by Rick Pender
Posted In: Theater
at 08:08 AM | Permalink
Twenty-nine shows in two weeks, commencing May 29
Know Theatre has announced the 2012 Cincinnati Fringe
Festival, kicking off May 29 and continuing through June 9. Festivities begin
with the official CityBeat Fringe Kick-Off Party on May 29 at 6 p.m. (A
suggested donation of $5 gets you in.) During the Festivals’ two-week run, 29
productions will receive multiple performances. Some shows are locally
originated (14) and others are by touring artists (15) who travel to festivals
around the United States. If everything selected actually happens (that’s
seldom the case), there will be 10 plays, nine solo shows, four dance works and
six multimedia/variety pieces.Several award-winning groups popular with past Fringe
audiences are set to return. One of the most popular performers from 2011,
Kevin J. Thornton — his I Love You (We’re Fucked) had a sold-out run and
returned for another stint last October — is back with Strange Dreamz.
Thornton has appeared in the Capital Fringe, Indy Fringe, NYC Frigid Festival,
Tucson Fringe Festival, Phoenix Fringe Festival, Orlando Fringe Festival,
Kansas City Fringe Festival, and the Minnesota Fringe Festival.
Four Humors Theater from the Twin Cities is back for
the fifth consecutive year, this time presenting Bombus and Berrylinne, or the
Bumblebee and the Hummingbird. The group has previously produced Mortem
Capiendum (Producer’s Pick of the Fringe, 2008), April Fools (2009), and Harold
(Critic’s Pick of the Fringe, 2010) and the hilarious James Bond-inspired
puppet show You Only Live Forever Once (2011).
The longevity honors will continue to be held by Cincinnati
Fringe veteran group Performance Gallery, returning for their ninth year with Rodney
Rumple's Random Reality. Past Cincinnati Fringe appearances include Images of a
Beating Heart (2004), The Killer Whispers and Prays (2005), Godsplay (2006), Girlfight
(2007), Fricative (2008), KAZ/m (2009), The Council (2010) and The Body Speaks
(2011). Brad Cupples, the playwright for Performance Gallery’s 2010 entry,
returns with Third Quarter Moon: A Complex Derivative Love Story.
We’ll see shows from established local companies, including Quake:
A Love Story from New Edgecliff Theatre (they presented Darker in 2011) and Don't
Cross The Streams: The Cease and Desist Musical, a stage musical from
Covington’s Carnegie Visual & Performing Arts Center.
Two new local companies will present for the first time.
Homegrown Theatre, led by local actress Leah Strasser will present an absurdist
piece, The Doppelganger Cometh and Overtaketh, while
Essex Theatre Arts Studio, founded by actors Bob Allen and Elizabeth Harris,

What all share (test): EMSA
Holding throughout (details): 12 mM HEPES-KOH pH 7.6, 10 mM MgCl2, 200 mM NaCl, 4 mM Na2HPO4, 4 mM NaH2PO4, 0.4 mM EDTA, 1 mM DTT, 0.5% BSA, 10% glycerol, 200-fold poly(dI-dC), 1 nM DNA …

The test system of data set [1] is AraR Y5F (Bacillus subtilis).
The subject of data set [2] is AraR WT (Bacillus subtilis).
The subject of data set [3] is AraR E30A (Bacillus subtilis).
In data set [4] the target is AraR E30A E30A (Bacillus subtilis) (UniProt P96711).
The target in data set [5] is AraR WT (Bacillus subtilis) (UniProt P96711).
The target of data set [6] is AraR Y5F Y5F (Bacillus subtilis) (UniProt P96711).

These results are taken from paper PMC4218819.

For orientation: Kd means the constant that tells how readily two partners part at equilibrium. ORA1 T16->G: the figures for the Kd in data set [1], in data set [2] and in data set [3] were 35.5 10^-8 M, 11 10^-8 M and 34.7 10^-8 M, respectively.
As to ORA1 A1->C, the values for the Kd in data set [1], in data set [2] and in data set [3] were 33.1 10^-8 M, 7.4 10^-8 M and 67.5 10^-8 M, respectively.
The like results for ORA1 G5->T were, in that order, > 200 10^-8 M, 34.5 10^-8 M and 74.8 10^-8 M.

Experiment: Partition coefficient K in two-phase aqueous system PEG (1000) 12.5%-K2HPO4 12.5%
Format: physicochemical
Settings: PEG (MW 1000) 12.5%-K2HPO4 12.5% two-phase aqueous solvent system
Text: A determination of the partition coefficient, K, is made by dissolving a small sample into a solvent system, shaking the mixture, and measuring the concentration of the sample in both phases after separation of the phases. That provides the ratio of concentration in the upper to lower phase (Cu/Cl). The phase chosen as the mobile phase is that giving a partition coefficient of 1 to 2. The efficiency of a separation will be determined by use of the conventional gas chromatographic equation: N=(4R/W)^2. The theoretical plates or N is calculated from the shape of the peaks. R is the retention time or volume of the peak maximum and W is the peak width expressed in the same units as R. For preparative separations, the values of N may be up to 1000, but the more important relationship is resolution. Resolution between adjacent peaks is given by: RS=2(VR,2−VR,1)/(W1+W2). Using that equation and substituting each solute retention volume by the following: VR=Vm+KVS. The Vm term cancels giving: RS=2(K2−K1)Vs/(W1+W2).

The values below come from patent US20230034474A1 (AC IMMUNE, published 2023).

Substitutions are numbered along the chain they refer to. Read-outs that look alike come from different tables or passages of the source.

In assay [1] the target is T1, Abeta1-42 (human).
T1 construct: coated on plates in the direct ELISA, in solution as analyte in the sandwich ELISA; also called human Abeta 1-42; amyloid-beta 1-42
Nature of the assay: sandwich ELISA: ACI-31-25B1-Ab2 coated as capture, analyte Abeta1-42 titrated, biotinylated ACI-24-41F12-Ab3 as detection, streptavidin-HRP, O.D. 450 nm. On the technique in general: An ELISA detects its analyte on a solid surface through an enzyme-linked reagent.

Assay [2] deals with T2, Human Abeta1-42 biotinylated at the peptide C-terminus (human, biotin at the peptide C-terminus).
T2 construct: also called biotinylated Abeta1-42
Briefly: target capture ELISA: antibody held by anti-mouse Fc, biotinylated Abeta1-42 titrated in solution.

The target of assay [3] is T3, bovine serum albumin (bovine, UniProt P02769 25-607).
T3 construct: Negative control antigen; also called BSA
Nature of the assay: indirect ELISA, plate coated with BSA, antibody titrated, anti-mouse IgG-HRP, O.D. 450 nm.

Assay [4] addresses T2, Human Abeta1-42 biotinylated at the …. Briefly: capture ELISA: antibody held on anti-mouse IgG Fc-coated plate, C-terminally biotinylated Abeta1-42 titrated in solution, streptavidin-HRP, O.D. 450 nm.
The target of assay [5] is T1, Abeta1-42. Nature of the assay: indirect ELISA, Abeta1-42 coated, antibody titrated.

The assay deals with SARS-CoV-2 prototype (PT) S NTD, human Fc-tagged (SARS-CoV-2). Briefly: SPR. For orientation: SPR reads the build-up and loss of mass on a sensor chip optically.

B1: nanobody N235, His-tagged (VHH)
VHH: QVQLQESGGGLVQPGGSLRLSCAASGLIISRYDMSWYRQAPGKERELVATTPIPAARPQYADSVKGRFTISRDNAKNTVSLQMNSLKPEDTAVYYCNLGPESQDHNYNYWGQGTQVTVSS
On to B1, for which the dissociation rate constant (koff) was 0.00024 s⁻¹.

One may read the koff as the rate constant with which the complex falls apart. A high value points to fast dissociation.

will stage Love Knots, a series of shorts plays about love and romance by
local playwright Phil Paradis.
There will be plenty of new acts, including Grim &
Fisher (the award-winning A deathly comedy in full-face mask) from Portland,
Ore., and Rebecca King (Storms Beneath Her Skin), a transgender artist from
Chicago. New York artist Tanya O’Debra’s Radio Star has won awards in San
Francisco, Montreal and New York City.
There will be dance performances by Houston-based dance
company Psophonia (Delicious) and two local groups, MamLuft&Co.’s (Latitude)
and Pones, Inc. (Project Activate). The latter is a collaborative and
participatory performance that asks “How do you
activate Cincinnati?” It’s the product of five local service organizations with
12 professional artists from a variety of disciplines.Each evening after performances, artists, audience members,
staff, and volunteers gather at Know Theatre’s Underground bar for the Fringe
Bar Series featuring the “Channel Fringe Hard Hitting Action News Update.”
Events there include Fringe previews, Fringe Olympics, Fringe-e-Oke, Fringe
Prom, and the 22.5 hour play project.
This year marks the second year of FringeNext, offering
three shows created and performed by high school students. Two are originating
from the School for Creative and Performing Arts; the third is from Lakota West
Individual tickets to shows are still $12. “Full Frontal”
passes are $200, providing access to every event in the festival. “Flexible
Voyeur” six-show passes are on sale for $60, the price equivalent of five tickets.
“One Night Stand” passes are $35; that’s good for one weeknight (as many as
three shows) and a drink at Know Theatre's Bar. Pre-sale single tickets will go
on sale mid-May.
For more information about the performances or to purchase
passes, check out www.cincyfringe.com or call (513) 300-KNOW (5669).
New Edgecliff production is typical LaBute
3 Comments · Sunday, April 15, 2012
Reasons to be Pretty, getting its
local premiere at New Edgecliff Theatre, was Neil LaBute's first play to make
it to Broadway, where it landed in 2009 and earned a few Tony
Good times abound at Carnegie
0 Comments · Sunday, April 15, 2012
production of Pump Boys & Dinettes works hard to appear
effortless, and its effervescent cast chases away any worries you
might have brought to the Otto M. Budig Theatre.